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topping3 challenge

Hi,

I am working on below challenge.
http://codingbat.com/prob/p128461



Given a map of food keys and topping values, modify and return the map as follows: if the key "potato" has a value, set that as the value for the key "fries". If the key "salad" has a value, set that as the value for the key "spinach".

topping3({"potato": "ketchup"}) → {"fries": "ketchup", "potato": "ketchup"}
topping3({"potato": "butter"}) → {"fries": "butter", "potato": "butter"}
topping3({"salad": "oil", "potato": "ketchup"}) → {"salad": "oil", "fries": "ketchup", "spinach": "oil", "potato": "ketchup"}

i have not understood above description please advise
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gudii9
Asked:
gudii9
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2 Solutions
 
zzynxSoftware engineerCommented:
You have to apply two rules:
Rule 1: if the key "potato" has a value, set that as the value for the key "fries".
Rule 2: If the key "salad" has a value, set that as the value for the key "spinach".
What do you not understand about that?
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gudii9Author Commented:
public Map < String, String > topping3(Map < String, String > map) {
    // map.put("bread", "butter");
    if (map.containsKey("potato")) {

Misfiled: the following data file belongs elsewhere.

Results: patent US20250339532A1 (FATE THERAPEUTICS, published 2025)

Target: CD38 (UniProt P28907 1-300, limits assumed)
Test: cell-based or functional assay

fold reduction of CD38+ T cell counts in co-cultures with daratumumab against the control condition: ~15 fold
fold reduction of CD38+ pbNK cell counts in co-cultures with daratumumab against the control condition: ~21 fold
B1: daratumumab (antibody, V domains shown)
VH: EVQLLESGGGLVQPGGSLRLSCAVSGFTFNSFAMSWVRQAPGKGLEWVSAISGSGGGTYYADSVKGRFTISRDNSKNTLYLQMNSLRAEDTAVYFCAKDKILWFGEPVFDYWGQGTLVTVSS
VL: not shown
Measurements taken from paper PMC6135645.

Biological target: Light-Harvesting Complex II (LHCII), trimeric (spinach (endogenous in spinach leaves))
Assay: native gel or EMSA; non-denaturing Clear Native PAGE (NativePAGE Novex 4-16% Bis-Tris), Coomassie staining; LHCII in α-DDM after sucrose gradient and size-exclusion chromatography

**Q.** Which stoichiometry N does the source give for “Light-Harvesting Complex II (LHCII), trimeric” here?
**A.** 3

map.put("potato", "fries");

    }
    if (map.containsKey("salad")) {
        map.put("salad", "spinach");

    }
    return map;
}

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above failse some tests.
Expected      Run            
topping3({"potato": "ketchup"}) → {"fries": "ketchup", "potato": "ketchup"}      {"potato": "fries"} missing: "fries": "ketchup"      X      
topping3({"potato": "butter"}) → {"fries": "butter", "potato": "butter"}      {"potato": "fries"} missing: "fries": "butter"      X      
topping3({"salad": "oil", "potato": "ketchup"}) → {"salad": "oil", "fries": "ketchup", "spinach": "oil", "potato": "ketchup"}      {"salad": "spinach", "potato": "fries"} missing: "fries": "ketchup""spinach": "oil"      X      
topping3({"salad": "oil", "potato": "ketchup", "toast": "butter"}) → {"salad": "oil", "fries": "ketchup", "spinach": "oil", "potato": "ketchup", "toast": "butter"}      {"salad": "spinach", "potato": "fries", "toast": "butter"} missing: "fries": "ketchup""spinach": "oil"      X